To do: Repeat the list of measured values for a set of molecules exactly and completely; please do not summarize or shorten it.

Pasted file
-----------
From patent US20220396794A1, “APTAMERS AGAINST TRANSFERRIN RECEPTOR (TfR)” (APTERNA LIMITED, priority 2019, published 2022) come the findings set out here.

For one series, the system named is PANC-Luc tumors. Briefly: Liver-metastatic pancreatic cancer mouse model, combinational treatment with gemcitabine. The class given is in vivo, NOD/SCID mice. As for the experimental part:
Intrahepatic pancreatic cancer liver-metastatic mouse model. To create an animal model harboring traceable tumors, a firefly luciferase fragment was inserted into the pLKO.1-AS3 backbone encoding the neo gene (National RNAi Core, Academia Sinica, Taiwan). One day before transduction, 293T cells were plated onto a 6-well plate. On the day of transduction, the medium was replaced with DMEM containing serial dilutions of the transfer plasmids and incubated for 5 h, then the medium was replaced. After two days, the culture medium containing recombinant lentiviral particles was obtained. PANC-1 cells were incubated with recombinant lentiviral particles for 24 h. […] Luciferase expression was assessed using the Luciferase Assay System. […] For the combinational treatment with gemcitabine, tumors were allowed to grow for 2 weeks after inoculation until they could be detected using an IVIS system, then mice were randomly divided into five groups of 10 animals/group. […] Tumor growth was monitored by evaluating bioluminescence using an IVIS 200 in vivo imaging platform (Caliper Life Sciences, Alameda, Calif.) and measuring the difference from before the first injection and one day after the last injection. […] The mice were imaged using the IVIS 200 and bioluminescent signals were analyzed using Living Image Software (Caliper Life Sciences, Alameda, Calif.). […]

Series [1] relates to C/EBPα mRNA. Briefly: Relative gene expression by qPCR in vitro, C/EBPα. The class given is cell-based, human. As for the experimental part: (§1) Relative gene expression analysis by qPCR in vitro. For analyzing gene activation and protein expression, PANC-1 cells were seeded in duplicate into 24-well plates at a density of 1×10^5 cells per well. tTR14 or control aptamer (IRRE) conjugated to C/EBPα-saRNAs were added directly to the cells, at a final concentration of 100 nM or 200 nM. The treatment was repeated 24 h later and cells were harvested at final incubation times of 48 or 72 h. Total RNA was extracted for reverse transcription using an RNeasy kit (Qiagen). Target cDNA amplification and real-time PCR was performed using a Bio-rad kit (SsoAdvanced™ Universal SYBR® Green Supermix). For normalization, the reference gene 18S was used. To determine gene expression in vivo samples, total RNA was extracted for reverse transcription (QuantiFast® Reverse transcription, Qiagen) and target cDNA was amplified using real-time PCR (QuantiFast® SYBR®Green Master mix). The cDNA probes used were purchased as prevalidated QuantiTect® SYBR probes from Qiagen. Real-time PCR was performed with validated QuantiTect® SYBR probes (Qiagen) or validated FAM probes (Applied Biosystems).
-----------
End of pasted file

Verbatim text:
From patent US20220396794A1, “APTAMERS AGAINST TRANSFERRIN RECEPTOR (TfR)” (APTERNA LIMITED, priority 2019, published 2022) come the findings set out here.

For one series, the system named is PANC-Luc tumors. Briefly: Liver-metastatic pancreatic cancer mouse model, combinational treatment with gemcitabine. The class given is in vivo, NOD/SCID mice. As for the experimental part:
Intrahepatic pancreatic cancer liver-metastatic mouse model. To create an animal model harboring traceable tumors, a firefly luciferase fragment was inserted into the pLKO.1-AS3 backbone encoding the neo gene (National RNAi Core, Academia Sinica, Taiwan). One day before transduction, 293T cells were plated onto a 6-well plate. On the day of transduction, the medium was replaced with DMEM containing serial dilutions of the transfer plasmids and incubated for 5 h, then the medium was replaced. After two days, the culture medium containing recombinant lentiviral particles was obtained. PANC-1 cells were incubated with recombinant lentiviral particles for 24 h. […] Luciferase expression was assessed using the Luciferase Assay System. […] For the combinational treatment with gemcitabine, tumors were allowed to grow for 2 weeks after inoculation until they could be detected using an IVIS system, then mice were randomly divided into five groups of 10 animals/group. […] Tumor growth was monitored by evaluating bioluminescence using an IVIS 200 in vivo imaging platform (Caliper Life Sciences, Alameda, Calif.) and measuring the difference from before the first injection and one day after the last injection. […] The mice were imaged using the IVIS 200 and bioluminescent signals were analyzed using Living Image Software (Caliper Life Sciences, Alameda, Calif.). […]

Series [1] relates to C/EBPα mRNA. Briefly: Relative gene expression by qPCR in vitro, C/EBPα. The class given is cell-based, human. As for the experimental part: (§1) Relative gene expression analysis by qPCR in vitro. For analyzing gene activation and protein expression, PANC-1 cells were seeded in duplicate into 24-well plates at a density of 1×10^5 cells per well. tTR14 or control aptamer (IRRE) conjugated to C/EBPα-saRNAs were added directly to the cells, at a final concentration of 100 nM or 200 nM. The treatment was repeated 24 h later and cells were harvested at final incubation times of 48 or 72 h. Total RNA was extracted for reverse transcription using an RNeasy kit (Qiagen). Target cDNA amplification and real-time PCR was performed using a Bio-rad kit (SsoAdvanced™ Universal SYBR® Green Supermix). For normalization, the reference gene 18S was used. To determine gene expression in vivo samples, total RNA was extracted for reverse transcription (QuantiFast® Reverse transcription, Qiagen) and target cDNA was amplified using real-time PCR (QuantiFast® SYBR®Green Master mix). The cDNA probes used were purchased as prevalidated QuantiTect® SYBR probes from Qiagen. Real-time PCR was performed with validated QuantiTect® SYBR probes (Qiagen) or validated FAM probes (Applied Biosystems).